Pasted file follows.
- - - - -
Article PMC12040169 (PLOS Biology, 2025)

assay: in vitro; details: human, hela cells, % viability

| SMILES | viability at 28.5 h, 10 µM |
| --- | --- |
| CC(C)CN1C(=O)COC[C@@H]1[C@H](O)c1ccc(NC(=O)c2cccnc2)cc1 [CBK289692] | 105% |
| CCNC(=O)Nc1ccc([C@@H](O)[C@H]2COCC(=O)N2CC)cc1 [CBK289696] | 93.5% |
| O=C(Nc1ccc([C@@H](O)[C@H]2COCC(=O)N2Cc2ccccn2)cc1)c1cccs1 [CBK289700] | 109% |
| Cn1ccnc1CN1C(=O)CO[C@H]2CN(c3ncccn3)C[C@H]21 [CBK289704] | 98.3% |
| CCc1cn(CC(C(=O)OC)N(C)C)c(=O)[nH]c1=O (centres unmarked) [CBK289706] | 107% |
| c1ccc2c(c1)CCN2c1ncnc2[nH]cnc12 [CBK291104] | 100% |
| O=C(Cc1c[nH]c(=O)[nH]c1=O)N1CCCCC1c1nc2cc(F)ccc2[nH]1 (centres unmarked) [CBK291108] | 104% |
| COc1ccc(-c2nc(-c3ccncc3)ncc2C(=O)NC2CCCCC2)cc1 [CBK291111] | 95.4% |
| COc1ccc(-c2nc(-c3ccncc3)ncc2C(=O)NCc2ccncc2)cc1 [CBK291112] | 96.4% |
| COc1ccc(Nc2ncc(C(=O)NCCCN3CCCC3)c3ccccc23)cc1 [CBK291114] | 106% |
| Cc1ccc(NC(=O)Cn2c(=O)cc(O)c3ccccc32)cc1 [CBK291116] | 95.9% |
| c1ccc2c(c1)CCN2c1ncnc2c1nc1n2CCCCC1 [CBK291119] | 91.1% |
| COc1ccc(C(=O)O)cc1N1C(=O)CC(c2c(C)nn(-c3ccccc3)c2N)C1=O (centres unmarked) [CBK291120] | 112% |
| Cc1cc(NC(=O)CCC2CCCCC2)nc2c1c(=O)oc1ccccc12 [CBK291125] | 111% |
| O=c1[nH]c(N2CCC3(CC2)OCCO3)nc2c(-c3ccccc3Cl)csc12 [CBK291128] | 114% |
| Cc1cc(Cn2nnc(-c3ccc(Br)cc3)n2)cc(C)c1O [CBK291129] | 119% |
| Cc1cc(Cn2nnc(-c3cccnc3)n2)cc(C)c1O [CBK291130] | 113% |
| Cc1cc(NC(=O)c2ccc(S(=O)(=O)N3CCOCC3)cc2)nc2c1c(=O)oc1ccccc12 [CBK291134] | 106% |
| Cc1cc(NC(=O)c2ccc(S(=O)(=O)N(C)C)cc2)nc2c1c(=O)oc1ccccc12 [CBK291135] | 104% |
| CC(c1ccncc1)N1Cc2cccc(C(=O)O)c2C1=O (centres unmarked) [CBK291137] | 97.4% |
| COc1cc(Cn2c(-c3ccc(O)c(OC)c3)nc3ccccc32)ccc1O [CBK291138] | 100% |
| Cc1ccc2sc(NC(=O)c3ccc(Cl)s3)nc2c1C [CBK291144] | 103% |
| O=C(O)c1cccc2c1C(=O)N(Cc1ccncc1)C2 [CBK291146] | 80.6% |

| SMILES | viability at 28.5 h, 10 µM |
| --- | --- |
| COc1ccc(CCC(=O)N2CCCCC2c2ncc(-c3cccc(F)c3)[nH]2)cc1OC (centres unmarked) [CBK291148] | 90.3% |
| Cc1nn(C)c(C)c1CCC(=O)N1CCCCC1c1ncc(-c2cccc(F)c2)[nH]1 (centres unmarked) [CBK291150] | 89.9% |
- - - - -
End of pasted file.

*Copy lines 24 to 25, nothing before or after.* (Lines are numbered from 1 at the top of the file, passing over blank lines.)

| CC(c1ccncc1)N1Cc2cccc(C(=O)O)c2C1=O (centres unmarked) [CBK291137] | 97.4% |
| COc1cc(Cn2c(-c3ccc(O)c(OC)c3)nc3ccccc32)ccc1O [CBK291138] | 100% |